7pm & 8:30pm Market Arcade Film & Arts Center, 639 Main St. (855-3022 / $9

Saturday, September 29


Buffalo’s IndieSound festival, comprised of memorable local act,s will grace the bars of Amherst Street in the heart of Black Rock this Saturday (Sept 29). Bands that will be participating in Saturday’s events include Black Rock Zydeco, Zak Ward, the Screaming Jeans, Roger Bryan & The Orphans, Sonny Baker, The Larkin Plan, Mikel Doktor, Steve Woolsey, Dee Adams, Geno McManus, Jim Whitford & John Martz, and Andrew J. Reimers. Contributing mainstays the Screaming Jeans sound like an enjoyable Muse funneled through the Kings of Leon production aesthetics. The funk infused Stone Temple Pilots-esque stylings of Zak Ward will also grace this weekend’s festivities, along with a number of other local bands, some established and others new, and of a more modest performing disposition. The IndieSound festival will run, with stops along Amherst Street, from noon to 5pm. Along with the musical performances is an “Art Yard” at 464 Gallery, which will feature live art installations and an artisan market. For more details and a full schedule, go to —tim gaughan

Noon to 5pm, Black Rock, various venues (725-6100 / free

Monday, October 1


He’s like a nasty punch to the face that doesn’t hurt exactly, but actually leaves you coming back for more. Meet Canadian-based dubstep DJ/Producer Datsik. Born Troy Beetles, he began spinning hip-hop and made the transition to dubstep, eventually becoming one of the front runners of his genre today. This year alone he has joined Steve Aoki on his “Dead Meat” tour and made appearances at Coachella, Identity Fest, and collaborated with big names like Excision, Rusko, Diplo and the Crystal Method. Dishing out dirty tracks and hard-hitting bass lines, this guy doesn’t mess around. During an interview at HARD fest in Los Angeles he got to the root of what makes dubstep so insanely popular. He explains that there is a little bit for everyone from super head-banging tracks to smooth and sexy deep bass that always gets people moving. Grabbing the attention of the music industry with his album, Vitamin D, back in April he has continued making a name for himself with countless epic anthems. I was fortunate enough to catch his set at Ultra and here in Buffalo during his “Dead Meat” tour and I’m ready to get schooled on some heavy bass yet again. Come get rowdy at the Town Ballroom this Monday (Oct 1) with special guests Delta Heavy, Bare Noize, AFK and Stuntman. —jessica reinhardt

8pm Town Ballroom, 681 Main St. (852-3900 / $25 advance, $28 day of show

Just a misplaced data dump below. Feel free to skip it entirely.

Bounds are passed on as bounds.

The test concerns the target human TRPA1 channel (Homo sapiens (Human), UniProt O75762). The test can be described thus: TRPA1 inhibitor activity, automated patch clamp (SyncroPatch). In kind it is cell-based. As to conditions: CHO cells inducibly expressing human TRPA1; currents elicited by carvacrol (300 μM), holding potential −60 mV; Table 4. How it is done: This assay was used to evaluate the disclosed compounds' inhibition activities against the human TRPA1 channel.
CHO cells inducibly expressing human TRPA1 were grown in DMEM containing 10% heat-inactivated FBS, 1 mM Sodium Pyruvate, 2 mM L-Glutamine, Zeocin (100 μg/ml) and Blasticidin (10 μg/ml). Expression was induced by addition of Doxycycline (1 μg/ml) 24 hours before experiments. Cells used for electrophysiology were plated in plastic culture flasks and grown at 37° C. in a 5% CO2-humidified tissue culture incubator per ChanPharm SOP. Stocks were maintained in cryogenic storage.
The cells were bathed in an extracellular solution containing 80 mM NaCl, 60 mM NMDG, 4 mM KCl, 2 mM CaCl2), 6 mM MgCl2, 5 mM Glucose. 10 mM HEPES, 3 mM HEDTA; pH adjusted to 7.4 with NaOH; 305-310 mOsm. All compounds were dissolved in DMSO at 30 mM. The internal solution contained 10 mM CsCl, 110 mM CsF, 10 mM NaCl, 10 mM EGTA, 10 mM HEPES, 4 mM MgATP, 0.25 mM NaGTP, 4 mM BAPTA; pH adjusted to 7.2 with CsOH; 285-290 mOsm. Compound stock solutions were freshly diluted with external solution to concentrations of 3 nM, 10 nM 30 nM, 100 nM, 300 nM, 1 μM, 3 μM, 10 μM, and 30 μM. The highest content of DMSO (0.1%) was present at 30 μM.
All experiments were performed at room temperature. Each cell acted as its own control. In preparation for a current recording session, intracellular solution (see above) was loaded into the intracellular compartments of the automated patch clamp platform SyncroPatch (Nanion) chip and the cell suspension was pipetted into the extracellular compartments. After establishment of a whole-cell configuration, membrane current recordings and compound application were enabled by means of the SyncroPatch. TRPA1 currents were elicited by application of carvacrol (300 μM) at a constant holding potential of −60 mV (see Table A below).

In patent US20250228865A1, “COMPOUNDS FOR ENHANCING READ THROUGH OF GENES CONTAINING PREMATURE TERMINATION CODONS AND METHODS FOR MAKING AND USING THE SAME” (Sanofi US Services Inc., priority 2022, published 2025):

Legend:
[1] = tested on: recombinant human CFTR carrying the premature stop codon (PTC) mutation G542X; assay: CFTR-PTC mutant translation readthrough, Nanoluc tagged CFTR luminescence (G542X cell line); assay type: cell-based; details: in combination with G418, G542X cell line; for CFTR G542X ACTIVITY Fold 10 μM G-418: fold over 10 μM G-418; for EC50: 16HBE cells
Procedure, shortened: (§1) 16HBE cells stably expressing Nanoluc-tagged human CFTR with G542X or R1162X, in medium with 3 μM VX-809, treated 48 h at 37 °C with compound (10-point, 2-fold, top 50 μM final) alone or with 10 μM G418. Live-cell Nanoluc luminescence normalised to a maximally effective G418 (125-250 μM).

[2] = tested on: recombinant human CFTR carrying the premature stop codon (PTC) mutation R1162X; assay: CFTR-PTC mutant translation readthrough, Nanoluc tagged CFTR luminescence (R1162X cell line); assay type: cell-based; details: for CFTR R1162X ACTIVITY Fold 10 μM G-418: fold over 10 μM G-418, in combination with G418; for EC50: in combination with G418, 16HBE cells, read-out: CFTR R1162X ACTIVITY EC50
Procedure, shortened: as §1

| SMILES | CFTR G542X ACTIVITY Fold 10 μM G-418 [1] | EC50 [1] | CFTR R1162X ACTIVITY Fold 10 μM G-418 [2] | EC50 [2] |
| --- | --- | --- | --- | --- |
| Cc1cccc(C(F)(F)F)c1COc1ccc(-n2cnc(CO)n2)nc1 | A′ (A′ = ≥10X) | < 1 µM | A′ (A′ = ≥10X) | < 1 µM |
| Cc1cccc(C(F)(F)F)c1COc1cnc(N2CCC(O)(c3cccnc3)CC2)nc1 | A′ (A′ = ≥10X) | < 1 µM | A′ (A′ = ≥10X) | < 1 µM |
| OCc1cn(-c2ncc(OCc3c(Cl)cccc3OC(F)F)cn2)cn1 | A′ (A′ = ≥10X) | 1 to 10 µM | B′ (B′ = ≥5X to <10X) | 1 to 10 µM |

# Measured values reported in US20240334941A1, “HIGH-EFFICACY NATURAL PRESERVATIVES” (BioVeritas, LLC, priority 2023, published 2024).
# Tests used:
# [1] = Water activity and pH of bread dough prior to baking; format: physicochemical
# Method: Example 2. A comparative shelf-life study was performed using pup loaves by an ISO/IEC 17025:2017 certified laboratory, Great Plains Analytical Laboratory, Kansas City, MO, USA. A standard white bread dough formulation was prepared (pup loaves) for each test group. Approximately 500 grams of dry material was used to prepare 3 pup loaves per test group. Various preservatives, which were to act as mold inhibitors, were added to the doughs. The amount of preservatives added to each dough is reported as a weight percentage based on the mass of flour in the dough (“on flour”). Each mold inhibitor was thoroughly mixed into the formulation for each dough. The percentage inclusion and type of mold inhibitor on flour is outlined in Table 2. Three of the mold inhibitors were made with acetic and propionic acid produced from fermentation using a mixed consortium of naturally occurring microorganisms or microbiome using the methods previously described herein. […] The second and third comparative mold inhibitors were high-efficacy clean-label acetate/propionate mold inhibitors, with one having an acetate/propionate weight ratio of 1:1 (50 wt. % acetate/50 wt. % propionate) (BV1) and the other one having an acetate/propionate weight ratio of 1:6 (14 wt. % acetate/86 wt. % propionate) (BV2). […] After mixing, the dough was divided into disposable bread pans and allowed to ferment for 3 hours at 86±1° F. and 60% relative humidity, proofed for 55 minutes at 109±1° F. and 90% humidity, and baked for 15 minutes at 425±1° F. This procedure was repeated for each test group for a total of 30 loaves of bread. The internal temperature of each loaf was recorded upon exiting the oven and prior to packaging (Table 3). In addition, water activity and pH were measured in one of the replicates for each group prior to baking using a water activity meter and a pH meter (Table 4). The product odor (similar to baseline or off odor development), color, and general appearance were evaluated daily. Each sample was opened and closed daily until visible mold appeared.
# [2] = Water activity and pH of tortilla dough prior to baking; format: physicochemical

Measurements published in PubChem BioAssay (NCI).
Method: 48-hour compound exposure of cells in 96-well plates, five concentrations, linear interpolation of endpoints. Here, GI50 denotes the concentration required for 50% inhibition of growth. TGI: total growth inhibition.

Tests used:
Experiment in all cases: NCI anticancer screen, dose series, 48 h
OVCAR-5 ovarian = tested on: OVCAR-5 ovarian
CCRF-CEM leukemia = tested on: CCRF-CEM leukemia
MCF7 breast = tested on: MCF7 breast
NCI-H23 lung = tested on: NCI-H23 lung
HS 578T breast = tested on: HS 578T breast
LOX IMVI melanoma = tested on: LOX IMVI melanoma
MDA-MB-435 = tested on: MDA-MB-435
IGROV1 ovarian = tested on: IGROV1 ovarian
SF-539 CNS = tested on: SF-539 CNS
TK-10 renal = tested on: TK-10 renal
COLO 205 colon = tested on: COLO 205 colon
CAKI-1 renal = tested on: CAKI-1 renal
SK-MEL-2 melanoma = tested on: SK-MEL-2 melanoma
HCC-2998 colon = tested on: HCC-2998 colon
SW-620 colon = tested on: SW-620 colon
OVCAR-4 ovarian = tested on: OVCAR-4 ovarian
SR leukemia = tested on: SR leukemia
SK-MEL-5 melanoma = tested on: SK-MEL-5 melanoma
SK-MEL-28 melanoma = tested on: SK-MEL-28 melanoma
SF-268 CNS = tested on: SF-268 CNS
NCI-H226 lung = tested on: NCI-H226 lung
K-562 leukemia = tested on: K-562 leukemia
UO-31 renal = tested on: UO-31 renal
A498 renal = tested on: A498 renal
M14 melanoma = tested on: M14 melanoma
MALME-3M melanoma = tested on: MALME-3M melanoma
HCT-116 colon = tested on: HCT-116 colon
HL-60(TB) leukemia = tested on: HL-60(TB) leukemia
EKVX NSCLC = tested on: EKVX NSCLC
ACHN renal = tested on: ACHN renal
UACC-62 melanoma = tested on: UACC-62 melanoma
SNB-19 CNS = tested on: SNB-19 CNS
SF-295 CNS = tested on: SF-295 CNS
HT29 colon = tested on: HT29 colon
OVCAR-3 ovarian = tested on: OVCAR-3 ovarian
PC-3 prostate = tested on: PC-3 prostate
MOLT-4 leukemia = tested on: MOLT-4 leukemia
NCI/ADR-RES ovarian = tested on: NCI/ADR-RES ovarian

Tuesday, October 2

Frankie Rose

If the Cure or New Order had a female singer, she’d probably be something like Frankie Rose. Though the rising musician’s latest album, Interstellar, which has garnered stellar reviews, sounds a lot like those 1980s new wave bands, she’s not biting their style. Her musical career began with garage rock act the Vivian Girls, pop band the Dum Dum Girls, and post punk band Crystal Stilts, so the young musician’s new sound is the product of the gamut of indie rock influences that she has absorbed throughout her short career. Interstellar is a departure from everything Rose has done in the past, including her debut solo album Frankie Rose and the Outs, with its jangle-pop, mostly guitar driven songs full of lush vocal harmonies. Though that debut record was well received, Rose dropped the Outs, picked up a couple of synthesizers and expanded her sound into the massive dream pop area that acts like M83 and Purity Ring reside in for Interstellar. It was a risky move, and although it is still hard to tell if Rose is jumping trends or just riding their waves, she’s made all of the right moves so far. Don’t miss Frankie Rose when she comes to Soundlab on Tuesday (Oct 2). —cory perla

8pm Soundlab, 110 Pearl St. (440-5907 / $10 advance, $12 day of show

Thursday, October 4


Mutemath have always seemed like the arena rock band that never was. Always flying slightly under the radar the New Orleans-based quartet’s sound is a mix of alternative rock, synthy-dance pop, and experimental rock that has always had the potential to launch them up to the level of Muse or the Arcade Fire. Instead, Mutemath have only rode the fringe of mainstream success due in part to record label troubles. In 2007 their massive, guitar driven single “Typical” broke through though, with a catchy 1990s alt-rock sound combined with some implanted electronic sounds and a viral video that had them performing the song backwards. In 2009 they released a solid, but underappreciated record titled Armistice and last year they released their chef-d’oeuvre, Odd Soul, which took on a more blues-influenced sound. After appearances on TV shows like Jimmy Kimmel Live and tours with the likes of Linkin Park and Incubus, Mutemath have embarked on a headlining tour that will bring them to the Town Ballroom on Thursday (Oct 4) with special guests Civil Twilight. —cory perla

7pm Town Ballroom, 681 Main St. (852-3900 / $20 advance, $23 day of show